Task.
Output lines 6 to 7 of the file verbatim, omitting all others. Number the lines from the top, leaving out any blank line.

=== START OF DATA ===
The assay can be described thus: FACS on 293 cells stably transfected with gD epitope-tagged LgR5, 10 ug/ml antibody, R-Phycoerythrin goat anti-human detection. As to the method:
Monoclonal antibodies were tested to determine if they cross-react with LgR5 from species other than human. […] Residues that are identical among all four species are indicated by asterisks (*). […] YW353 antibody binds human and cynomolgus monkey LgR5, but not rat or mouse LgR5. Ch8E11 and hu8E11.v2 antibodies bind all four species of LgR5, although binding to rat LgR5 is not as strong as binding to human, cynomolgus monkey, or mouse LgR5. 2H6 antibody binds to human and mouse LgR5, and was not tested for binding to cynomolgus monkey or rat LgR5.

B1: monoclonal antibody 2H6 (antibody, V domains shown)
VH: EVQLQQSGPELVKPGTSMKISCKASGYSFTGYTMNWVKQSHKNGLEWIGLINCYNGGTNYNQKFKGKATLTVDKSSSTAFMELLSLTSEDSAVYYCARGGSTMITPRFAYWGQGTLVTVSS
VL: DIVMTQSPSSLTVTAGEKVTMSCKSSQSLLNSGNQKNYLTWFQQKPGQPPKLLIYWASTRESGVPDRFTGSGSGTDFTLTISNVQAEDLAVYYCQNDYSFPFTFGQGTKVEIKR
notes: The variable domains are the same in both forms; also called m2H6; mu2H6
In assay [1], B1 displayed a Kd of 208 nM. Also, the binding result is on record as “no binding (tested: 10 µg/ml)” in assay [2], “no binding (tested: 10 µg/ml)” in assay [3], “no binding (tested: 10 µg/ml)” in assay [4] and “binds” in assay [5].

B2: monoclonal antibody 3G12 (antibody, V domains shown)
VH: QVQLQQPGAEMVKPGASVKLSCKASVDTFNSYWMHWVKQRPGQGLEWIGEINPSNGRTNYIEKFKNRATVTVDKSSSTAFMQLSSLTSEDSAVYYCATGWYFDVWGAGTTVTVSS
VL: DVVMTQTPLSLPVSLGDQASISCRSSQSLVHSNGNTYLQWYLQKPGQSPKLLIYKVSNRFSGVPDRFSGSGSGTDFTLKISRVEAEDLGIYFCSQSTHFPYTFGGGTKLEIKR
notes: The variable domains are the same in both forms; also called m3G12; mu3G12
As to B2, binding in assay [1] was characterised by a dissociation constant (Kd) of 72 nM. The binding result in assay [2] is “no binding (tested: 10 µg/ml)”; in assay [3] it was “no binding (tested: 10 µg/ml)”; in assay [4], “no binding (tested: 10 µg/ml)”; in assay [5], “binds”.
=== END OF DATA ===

notes: The variable domains are the same in both forms; also called m2H6; mu2H6
In assay [1], B1 displayed a Kd of 208 nM. Also, the binding result is on record as “no binding (tested: 10 µg/ml)” in assay [2], “no binding (tested: 10 µg/ml)” in assay [3], “no binding (tested: 10 µg/ml)” in assay [4] and “binds” in assay [5].